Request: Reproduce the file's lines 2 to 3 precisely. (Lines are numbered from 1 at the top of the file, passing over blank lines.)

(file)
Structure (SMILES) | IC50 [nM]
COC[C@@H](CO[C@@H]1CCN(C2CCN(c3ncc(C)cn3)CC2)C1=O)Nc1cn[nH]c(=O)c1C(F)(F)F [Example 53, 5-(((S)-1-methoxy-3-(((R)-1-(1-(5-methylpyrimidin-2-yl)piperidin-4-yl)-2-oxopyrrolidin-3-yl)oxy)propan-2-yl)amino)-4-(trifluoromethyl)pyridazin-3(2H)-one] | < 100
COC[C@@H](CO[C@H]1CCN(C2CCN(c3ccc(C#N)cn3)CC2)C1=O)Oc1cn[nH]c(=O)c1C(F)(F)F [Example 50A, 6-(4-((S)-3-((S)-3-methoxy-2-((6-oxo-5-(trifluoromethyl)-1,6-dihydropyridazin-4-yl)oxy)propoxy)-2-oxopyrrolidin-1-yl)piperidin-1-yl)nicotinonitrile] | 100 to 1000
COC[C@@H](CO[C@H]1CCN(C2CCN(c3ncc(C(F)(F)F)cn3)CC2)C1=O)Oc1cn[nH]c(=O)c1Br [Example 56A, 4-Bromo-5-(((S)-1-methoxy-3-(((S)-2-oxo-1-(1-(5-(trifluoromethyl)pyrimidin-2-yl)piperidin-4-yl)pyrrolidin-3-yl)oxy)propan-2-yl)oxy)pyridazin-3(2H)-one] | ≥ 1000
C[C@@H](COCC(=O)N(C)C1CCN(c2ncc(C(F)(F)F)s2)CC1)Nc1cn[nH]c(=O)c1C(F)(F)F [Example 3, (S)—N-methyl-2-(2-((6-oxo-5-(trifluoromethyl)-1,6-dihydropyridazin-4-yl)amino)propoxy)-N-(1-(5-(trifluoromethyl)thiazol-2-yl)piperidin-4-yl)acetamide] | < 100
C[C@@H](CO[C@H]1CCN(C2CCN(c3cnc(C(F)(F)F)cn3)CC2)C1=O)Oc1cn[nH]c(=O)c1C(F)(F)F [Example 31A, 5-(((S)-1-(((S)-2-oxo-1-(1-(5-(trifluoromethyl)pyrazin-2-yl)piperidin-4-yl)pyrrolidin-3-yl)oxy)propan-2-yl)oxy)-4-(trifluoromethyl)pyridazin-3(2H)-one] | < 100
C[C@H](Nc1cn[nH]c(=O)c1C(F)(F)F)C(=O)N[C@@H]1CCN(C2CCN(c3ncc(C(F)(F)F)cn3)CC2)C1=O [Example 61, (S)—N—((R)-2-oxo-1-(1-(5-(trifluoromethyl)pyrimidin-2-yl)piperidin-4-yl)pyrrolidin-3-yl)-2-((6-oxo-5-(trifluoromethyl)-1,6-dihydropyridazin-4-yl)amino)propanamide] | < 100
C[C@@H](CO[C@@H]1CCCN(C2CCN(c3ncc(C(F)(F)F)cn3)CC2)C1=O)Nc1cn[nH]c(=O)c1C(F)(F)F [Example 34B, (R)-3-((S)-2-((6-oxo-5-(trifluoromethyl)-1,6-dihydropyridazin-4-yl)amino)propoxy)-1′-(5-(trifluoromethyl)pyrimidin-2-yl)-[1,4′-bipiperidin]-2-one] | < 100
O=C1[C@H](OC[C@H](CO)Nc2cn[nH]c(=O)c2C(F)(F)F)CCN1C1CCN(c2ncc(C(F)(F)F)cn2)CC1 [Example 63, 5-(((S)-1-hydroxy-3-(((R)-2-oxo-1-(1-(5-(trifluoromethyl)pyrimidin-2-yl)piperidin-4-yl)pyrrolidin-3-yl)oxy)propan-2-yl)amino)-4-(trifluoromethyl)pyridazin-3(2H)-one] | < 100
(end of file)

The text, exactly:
COC[C@@H](CO[C@@H]1CCN(C2CCN(c3ncc(C)cn3)CC2)C1=O)Nc1cn[nH]c(=O)c1C(F)(F)F [Example 53, 5-(((S)-1-methoxy-3-(((R)-1-(1-(5-methylpyrimidin-2-yl)piperidin-4-yl)-2-oxopyrrolidin-3-yl)oxy)propan-2-yl)amino)-4-(trifluoromethyl)pyridazin-3(2H)-one] | < 100
COC[C@@H](CO[C@H]1CCN(C2CCN(c3ccc(C#N)cn3)CC2)C1=O)Oc1cn[nH]c(=O)c1C(F)(F)F [Example 50A, 6-(4-((S)-3-((S)-3-methoxy-2-((6-oxo-5-(trifluoromethyl)-1,6-dihydropyridazin-4-yl)oxy)propoxy)-2-oxopyrrolidin-1-yl)piperidin-1-yl)nicotinonitrile] | 100 to 1000